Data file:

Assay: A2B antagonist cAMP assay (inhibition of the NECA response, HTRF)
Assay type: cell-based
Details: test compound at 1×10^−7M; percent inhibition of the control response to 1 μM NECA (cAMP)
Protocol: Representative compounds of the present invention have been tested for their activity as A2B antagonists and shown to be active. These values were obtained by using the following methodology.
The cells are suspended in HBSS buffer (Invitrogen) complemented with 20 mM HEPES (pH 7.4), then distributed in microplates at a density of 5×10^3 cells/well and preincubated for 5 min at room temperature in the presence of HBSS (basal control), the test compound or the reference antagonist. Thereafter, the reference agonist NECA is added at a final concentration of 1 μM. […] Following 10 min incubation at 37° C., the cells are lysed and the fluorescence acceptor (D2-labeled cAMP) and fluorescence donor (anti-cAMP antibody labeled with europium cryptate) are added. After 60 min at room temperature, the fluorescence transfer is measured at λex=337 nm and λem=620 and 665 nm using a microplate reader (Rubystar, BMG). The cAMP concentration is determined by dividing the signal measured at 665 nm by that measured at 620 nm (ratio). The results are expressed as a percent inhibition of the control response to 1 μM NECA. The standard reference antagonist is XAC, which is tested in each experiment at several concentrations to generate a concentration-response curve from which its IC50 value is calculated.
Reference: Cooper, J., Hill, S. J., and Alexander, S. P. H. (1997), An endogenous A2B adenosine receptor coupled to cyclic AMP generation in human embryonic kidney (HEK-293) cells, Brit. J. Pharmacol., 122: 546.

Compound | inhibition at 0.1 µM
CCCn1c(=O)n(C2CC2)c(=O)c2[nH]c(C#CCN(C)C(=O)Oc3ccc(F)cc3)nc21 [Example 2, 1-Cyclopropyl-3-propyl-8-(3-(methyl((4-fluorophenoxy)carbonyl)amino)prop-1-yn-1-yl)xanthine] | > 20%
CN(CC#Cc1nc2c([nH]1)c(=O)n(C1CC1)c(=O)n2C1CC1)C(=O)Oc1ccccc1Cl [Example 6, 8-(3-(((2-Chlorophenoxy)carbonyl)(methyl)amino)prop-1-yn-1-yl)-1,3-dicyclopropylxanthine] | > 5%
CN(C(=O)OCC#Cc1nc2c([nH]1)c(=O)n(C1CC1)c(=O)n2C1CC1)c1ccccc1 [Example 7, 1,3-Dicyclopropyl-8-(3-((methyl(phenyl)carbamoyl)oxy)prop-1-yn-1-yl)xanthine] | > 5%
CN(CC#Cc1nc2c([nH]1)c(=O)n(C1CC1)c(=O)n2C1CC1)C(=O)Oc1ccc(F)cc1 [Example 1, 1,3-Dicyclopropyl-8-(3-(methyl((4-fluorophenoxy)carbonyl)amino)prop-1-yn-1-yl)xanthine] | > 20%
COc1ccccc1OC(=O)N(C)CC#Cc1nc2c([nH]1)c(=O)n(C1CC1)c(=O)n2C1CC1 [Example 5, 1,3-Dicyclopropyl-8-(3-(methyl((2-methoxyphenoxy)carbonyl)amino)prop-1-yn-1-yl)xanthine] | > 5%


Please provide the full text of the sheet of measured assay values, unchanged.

Assay: A2B antagonist cAMP assay (inhibition of the NECA response, HTRF)
Assay type: cell-based
Details: test compound at 1×10^−7M; percent inhibition of the control response to 1 μM NECA (cAMP)
Protocol: Representative compounds of the present invention have been tested for their activity as A2B antagonists and shown to be active. These values were obtained by using the following methodology.
The cells are suspended in HBSS buffer (Invitrogen) complemented with 20 mM HEPES (pH 7.4), then distributed in microplates at a density of 5×10^3 cells/well and preincubated for 5 min at room temperature in the presence of HBSS (basal control), the test compound or the reference antagonist. Thereafter, the reference agonist NECA is added at a final concentration of 1 μM. […] Following 10 min incubation at 37° C., the cells are lysed and the fluorescence acceptor (D2-labeled cAMP) and fluorescence donor (anti-cAMP antibody labeled with europium cryptate) are added. After 60 min at room temperature, the fluorescence transfer is measured at λex=337 nm and λem=620 and 665 nm using a microplate reader (Rubystar, BMG). The cAMP concentration is determined by dividing the signal measured at 665 nm by that measured at 620 nm (ratio). The results are expressed as a percent inhibition of the control response to 1 μM NECA. The standard reference antagonist is XAC, which is tested in each experiment at several concentrations to generate a concentration-response curve from which its IC50 value is calculated.
Reference: Cooper, J., Hill, S. J., and Alexander, S. P. H. (1997), An endogenous A2B adenosine receptor coupled to cyclic AMP generation in human embryonic kidney (HEK-293) cells, Brit. J. Pharmacol., 122: 546.

Compound | inhibition at 0.1 µM
CCCn1c(=O)n(C2CC2)c(=O)c2[nH]c(C#CCN(C)C(=O)Oc3ccc(F)cc3)nc21 [Example 2, 1-Cyclopropyl-3-propyl-8-(3-(methyl((4-fluorophenoxy)carbonyl)amino)prop-1-yn-1-yl)xanthine] | > 20%
CN(CC#Cc1nc2c([nH]1)c(=O)n(C1CC1)c(=O)n2C1CC1)C(=O)Oc1ccccc1Cl [Example 6, 8-(3-(((2-Chlorophenoxy)carbonyl)(methyl)amino)prop-1-yn-1-yl)-1,3-dicyclopropylxanthine] | > 5%
CN(C(=O)OCC#Cc1nc2c([nH]1)c(=O)n(C1CC1)c(=O)n2C1CC1)c1ccccc1 [Example 7, 1,3-Dicyclopropyl-8-(3-((methyl(phenyl)carbamoyl)oxy)prop-1-yn-1-yl)xanthine] | > 5%
CN(CC#Cc1nc2c([nH]1)c(=O)n(C1CC1)c(=O)n2C1CC1)C(=O)Oc1ccc(F)cc1 [Example 1, 1,3-Dicyclopropyl-8-(3-(methyl((4-fluorophenoxy)carbonyl)amino)prop-1-yn-1-yl)xanthine] | > 20%
COc1ccccc1OC(=O)N(C)CC#Cc1nc2c([nH]1)c(=O)n(C1CC1)c(=O)n2C1CC1 [Example 5, 1,3-Dicyclopropyl-8-(3-(methyl((2-methoxyphenoxy)carbonyl)amino)prop-1-yn-1-yl)xanthine] | > 5%